Canning food is one of those skills I’ve always known to be useful, but I’ve never learned how to do it. This domestic art can seem intimidating; there’s a learning curve, safety guidelines, and special equipment, and every once in a while I hear about botulism scares. The idea of canning is especially daunting if you don’t have a wise and experienced friend or relative to help you through the process.
But this is the year. In 2018, I resolve to learn how to can food.
I’ve been thinking about buckling down and attempting canning for years. Then over the holidays, I read activist farmer Joel Salatin’s Folks, This Ain’t Normal, and it gave me the final push I needed. In this book, Salatin talks about how far removed we are from where our food comes from. (Salatin, by the way, is my dad’s cousin, and his farm has an open-door policy and is a treat to visit if you are in Virginia.)
Salatin expressed concern that many people are disconnected from how their food is produced, often taking for granted that we can simply walk into a grocery store and pluck a ready-to-eat can or box from a shelf. We don’t often give much thought to what it took to produce that food before it reached the store shelves. Many people have little to no knowledge of basic food production such as how to grow a garden, how to butcher and cut up a chicken, how to cook using whole and unprocessed ingredients, or how to preserve food.
If something apocalyptic were to happen to our society and we didn’t have food readily available in stores, many of us would be helpless. I’m not a prepper, but it makes sense that we should have some basic knowledge of how to grow, raise, and preserve our food. Also, I already preserve fresh produce, meat, and other food in our basement deep freezer, but that means I’m dependent on electricity to keep the freezer cold. I’m one severe thunderstorm or ice storm away from potentially losing my freezer stockpile, depending on how long the power might be out. The advantage to canning is that the finished product can simply be stored on a pantry or basement shelf. No worries.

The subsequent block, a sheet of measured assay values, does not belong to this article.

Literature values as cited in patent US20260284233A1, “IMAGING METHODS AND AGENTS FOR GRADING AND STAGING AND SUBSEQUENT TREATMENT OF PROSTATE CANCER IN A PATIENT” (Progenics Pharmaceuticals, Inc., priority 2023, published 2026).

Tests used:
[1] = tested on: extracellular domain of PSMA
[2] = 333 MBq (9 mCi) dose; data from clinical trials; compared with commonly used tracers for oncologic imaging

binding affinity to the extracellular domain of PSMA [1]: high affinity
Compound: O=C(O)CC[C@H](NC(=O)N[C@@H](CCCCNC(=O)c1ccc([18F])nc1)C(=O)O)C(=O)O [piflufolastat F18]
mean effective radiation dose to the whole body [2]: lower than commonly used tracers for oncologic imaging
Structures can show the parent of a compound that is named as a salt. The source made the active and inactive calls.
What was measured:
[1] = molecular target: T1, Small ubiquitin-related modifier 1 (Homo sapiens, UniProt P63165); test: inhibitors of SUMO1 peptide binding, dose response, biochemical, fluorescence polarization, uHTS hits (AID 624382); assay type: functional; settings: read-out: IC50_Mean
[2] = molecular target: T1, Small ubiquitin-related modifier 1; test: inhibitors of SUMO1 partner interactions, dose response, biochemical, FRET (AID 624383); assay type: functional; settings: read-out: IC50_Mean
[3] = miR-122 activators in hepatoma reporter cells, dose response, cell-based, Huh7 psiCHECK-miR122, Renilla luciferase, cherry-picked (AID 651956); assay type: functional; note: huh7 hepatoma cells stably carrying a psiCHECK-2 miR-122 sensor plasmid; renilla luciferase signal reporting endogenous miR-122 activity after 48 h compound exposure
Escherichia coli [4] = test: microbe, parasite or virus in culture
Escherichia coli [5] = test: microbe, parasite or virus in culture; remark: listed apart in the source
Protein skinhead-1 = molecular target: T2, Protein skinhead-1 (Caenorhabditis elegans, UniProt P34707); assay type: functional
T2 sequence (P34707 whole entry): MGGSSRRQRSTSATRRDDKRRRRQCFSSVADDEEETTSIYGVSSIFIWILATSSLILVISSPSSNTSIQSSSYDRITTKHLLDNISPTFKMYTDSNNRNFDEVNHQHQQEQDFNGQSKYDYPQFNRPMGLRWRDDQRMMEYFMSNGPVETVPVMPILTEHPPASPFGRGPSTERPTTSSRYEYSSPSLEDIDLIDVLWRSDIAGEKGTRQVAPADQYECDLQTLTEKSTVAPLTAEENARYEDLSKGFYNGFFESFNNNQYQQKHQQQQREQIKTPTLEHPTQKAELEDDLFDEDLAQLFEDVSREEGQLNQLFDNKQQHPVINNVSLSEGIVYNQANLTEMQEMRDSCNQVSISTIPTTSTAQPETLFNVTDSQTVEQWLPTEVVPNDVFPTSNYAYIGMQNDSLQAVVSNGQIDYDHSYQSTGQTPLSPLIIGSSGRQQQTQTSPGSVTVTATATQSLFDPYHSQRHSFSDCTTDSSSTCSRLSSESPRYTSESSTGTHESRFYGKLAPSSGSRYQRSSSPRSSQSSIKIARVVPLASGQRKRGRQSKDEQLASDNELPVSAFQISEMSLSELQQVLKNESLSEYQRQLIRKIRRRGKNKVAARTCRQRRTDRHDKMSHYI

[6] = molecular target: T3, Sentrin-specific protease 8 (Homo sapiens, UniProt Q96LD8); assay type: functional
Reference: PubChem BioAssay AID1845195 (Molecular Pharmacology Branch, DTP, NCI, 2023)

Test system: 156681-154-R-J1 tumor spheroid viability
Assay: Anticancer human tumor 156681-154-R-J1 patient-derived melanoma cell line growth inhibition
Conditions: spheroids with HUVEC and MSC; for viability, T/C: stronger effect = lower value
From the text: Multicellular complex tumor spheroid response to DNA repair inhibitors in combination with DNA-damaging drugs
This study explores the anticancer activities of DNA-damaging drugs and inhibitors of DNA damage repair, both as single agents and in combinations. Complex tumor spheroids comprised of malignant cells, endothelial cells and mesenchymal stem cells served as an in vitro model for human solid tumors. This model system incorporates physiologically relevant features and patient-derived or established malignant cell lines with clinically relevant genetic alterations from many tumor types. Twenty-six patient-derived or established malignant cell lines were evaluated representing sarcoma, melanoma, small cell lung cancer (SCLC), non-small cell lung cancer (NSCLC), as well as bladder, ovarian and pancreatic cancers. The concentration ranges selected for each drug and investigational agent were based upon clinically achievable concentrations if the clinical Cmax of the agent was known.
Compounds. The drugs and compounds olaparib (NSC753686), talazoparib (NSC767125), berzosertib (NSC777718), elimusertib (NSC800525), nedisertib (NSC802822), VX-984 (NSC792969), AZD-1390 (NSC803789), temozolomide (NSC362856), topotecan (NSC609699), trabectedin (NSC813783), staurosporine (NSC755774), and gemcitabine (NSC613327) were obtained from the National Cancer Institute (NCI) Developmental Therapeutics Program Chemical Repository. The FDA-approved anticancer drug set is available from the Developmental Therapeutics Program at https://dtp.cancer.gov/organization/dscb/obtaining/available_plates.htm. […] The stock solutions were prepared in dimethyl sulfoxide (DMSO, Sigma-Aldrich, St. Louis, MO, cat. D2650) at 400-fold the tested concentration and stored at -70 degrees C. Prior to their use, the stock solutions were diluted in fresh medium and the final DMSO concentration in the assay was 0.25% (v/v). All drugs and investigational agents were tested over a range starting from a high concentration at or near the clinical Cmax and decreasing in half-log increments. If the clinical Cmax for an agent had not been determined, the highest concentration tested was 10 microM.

I’ve already taken baby steps toward canning. For several years, I’ve made freezer jam with strawberries I picked from a local farm or purchased at a small family-owned produce shop near my home. Freezer jam is easy. You mix up a few ingredients to make the jam, ladle it into freezer-safe jars or other containers, and put it all in the freezer, taking a jar out whenever you need one. No hot water baths or pressure cooking required.
But now I’m ready to do the real thing, hot water and pressure cooking and all. During these winter months I’m going to educate myself and acquire supplies. I’m going to check out books from my trusty public library, and maybe I’ll consult my nonagenarian grandma or my mother-in law. Come summer, I hope to be ready to preserve at least a little bit of the bounty of the season.
I will start with something simple like green beans from the annual bounty my garden produces. I like green beans because they grow easily and produce reliably, and I can plant them closely spaced in my garden and in containers on my patio, thus maximizing my harvest. Green beans are the ultimate non-fussy home garden veggie as long as I provide a little protection from the local rabbits who like to nibble their leaves down to the stems.
Beyond green beans, if things go well, I might learn how to can other foods — tomatoes, peaches, salsa, pickles! However, I’m giving myself permission to start small. Green beans it is.
I’ll post here later about my experience. Here we go. Wish me luck.